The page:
Last year, I listened to David Reidy's podcast (Sticks and String March 23, 08) and he was talking about entering projects in local fairs. His discussion about entering items was very inspiring. But I didn't get around to getting anything finished for the state and local fairs that year. Then I went to our local fair. Not to be a yarn snob but FUN FUR placed. FUN FUR. I was determined that this year would be different.
This Saturday and Sunday was the submission deadline for the projects for the state fair. I, of course, was not finished with the various projects. I entered 5 different items: a skein of fingering handspun, an item knit from handspun, a sweater, a semi-constructed item (why did I enter that one?), and a knitted lace item. I had a couple of projects that were already finished or so close that it would only take a couple of days to finish them. The skein of handspun was already finished.
I can't remember if I blogged about this and am too lazy to go back to look. This is a 100% BFL 3-ply fingering weight yarn and is intended for socks.
The item from handspun was going to be one of two scarves: the Morning Surf Scarf or the Waves of Grain scarf. Rereading the entry information, I realized that needed to have a skein of the handspun yarn. Well, neither one of these had any yarn left over. I think I had 2 inches of the one and maybe a foot of the other but, of course, I threw it out long ago. The Morning Surf Scarf has a bind off edge. The Waves of Grain is grafted in the middle. That means that one was significantly easier to get a skein of yarn from it. I ended up unpicking the bind-off edge on the Morning Surf Scarf, ripping back one row, and rebound off. I quickly washed the yarn and dried it with a hairdryer on my mini niddy noddy. Even though they probably didn't want it this way, I wrapped it around an index card just because there wasn't much of the yarn.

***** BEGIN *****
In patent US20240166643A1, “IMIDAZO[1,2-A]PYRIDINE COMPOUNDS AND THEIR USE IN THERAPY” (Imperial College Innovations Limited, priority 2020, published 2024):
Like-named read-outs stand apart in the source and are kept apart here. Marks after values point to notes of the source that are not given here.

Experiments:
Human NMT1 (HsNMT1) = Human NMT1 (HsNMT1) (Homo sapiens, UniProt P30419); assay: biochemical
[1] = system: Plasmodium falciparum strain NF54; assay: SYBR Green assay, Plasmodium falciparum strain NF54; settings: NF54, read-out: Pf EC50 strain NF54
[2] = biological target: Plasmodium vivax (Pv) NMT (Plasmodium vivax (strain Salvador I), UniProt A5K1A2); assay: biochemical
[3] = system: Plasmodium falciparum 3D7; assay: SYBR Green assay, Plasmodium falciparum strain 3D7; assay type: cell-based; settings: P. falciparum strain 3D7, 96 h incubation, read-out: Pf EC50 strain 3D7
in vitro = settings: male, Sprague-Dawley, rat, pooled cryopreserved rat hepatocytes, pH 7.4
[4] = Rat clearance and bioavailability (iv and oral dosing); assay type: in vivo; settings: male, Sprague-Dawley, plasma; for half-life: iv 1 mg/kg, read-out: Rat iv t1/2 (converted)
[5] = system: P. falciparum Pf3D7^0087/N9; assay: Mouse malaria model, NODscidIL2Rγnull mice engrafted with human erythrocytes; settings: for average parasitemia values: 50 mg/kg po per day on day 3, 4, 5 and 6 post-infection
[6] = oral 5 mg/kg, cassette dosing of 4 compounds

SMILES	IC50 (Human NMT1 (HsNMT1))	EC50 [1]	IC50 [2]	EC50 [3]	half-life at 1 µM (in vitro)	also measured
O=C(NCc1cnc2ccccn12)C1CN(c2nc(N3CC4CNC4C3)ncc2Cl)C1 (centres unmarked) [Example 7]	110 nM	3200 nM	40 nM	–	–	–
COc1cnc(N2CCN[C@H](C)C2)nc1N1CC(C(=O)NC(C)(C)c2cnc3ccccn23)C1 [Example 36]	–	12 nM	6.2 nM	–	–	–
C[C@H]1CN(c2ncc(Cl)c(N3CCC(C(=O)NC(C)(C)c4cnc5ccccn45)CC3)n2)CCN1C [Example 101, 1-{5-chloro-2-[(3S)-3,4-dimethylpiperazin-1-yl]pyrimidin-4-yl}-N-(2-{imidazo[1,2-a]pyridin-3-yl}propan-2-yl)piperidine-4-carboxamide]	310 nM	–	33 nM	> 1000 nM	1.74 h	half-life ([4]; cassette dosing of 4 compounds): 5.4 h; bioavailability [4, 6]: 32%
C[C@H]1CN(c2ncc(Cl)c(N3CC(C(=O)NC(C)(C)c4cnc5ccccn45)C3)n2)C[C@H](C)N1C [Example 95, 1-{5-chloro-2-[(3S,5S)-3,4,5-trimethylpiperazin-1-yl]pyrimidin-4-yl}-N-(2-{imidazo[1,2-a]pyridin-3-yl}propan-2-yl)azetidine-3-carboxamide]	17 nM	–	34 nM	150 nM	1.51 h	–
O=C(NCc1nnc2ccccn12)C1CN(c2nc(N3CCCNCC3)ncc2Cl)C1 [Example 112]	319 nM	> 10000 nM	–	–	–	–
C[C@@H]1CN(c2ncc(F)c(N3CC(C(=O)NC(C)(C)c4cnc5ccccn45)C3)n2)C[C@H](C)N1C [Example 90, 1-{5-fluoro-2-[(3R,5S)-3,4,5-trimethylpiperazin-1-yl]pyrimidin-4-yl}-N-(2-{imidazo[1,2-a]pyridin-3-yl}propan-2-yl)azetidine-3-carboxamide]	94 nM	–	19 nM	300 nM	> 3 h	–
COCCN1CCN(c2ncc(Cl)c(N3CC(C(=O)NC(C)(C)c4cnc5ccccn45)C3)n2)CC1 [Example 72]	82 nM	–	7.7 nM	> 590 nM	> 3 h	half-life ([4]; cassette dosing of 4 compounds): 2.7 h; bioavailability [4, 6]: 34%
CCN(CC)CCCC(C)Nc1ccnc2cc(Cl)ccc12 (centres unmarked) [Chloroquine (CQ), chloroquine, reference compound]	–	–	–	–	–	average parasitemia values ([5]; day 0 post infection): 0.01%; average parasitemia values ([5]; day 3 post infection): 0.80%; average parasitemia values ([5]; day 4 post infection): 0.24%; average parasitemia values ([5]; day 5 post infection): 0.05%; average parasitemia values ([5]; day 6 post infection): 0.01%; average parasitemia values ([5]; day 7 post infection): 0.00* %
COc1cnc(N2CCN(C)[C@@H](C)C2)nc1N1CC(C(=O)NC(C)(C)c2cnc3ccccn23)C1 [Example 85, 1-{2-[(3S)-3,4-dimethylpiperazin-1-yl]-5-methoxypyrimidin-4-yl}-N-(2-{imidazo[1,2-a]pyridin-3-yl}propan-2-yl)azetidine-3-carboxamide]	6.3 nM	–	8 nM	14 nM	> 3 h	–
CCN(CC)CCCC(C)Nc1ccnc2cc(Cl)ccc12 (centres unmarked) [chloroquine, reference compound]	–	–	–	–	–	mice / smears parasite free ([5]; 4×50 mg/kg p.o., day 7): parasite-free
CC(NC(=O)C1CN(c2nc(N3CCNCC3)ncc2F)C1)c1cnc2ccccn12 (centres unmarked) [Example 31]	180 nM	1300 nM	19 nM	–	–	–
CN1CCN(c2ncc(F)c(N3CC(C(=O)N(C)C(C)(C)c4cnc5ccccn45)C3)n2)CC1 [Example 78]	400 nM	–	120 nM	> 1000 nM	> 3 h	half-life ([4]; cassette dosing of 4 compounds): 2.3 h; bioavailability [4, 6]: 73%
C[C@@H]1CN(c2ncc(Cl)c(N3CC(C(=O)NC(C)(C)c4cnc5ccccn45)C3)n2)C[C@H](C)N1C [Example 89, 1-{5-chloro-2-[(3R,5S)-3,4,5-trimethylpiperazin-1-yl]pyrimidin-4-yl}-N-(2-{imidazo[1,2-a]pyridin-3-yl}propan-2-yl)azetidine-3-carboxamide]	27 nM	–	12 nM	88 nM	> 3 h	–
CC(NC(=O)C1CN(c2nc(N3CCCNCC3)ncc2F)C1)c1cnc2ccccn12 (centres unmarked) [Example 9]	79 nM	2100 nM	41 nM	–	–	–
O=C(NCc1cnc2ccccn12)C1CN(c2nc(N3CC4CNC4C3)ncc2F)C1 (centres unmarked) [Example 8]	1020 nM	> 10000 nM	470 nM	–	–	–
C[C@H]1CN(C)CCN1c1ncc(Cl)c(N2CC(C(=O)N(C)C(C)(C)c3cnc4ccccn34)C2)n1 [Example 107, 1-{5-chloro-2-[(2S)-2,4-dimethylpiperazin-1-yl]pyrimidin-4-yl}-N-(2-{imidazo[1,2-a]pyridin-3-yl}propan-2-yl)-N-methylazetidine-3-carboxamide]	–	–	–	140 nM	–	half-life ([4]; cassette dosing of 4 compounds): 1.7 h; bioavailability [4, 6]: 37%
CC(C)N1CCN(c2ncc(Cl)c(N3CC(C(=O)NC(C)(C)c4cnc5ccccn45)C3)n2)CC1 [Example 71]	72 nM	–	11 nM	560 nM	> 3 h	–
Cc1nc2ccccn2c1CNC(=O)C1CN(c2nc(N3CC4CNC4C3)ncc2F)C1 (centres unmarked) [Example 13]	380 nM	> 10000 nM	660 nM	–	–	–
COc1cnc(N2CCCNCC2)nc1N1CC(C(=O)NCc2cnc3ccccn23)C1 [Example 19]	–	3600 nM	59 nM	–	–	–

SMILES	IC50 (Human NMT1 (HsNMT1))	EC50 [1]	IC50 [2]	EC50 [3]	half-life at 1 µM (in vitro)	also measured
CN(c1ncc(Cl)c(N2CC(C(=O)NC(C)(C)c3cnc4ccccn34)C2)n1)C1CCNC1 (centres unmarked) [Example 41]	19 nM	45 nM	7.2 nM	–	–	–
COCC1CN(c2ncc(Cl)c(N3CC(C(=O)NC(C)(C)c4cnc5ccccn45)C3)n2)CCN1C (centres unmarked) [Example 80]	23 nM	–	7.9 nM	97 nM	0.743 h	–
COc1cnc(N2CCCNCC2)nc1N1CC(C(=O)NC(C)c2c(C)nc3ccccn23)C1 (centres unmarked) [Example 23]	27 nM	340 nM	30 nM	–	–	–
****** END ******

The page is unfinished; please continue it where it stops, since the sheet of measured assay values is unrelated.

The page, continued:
The sweater was one of those projects that was mostly finished but not quite. It is the Hey, Teach! cardigan from Knitty. I started this project back last year but just didn't get around to finishing it. I think my main problem was that it was knit in pieces. Sure the pieces go fast but the seaming (or thinking about doing the seaming) takes forever. In addition, I kept knitting the same sleeves over and over. I was going to make 3/4 length sleeves rather than the cap sleeves that the pattern calls for. The first pair I made were waaaaay too tight and would have cut off my circulation in a heartbeat. I started them again in the next biggest size. They were waaaaaay too big. (This is starting to sound like Goldilocks!) Saturday night, I made the decision to rip the second set of sleeves out and start over with the original size. Luckily, I wasn't deluded enough to think that I could get the 3/4 length finished in that amount of time (I still needed to finish the semi-constructed garment). The decision was made to knit the cap sleeves and, once the fair is over, I can decide to knit the 3/4 length if I want. That is the great thing about handknit sweaters; you can tweak them after they are finished.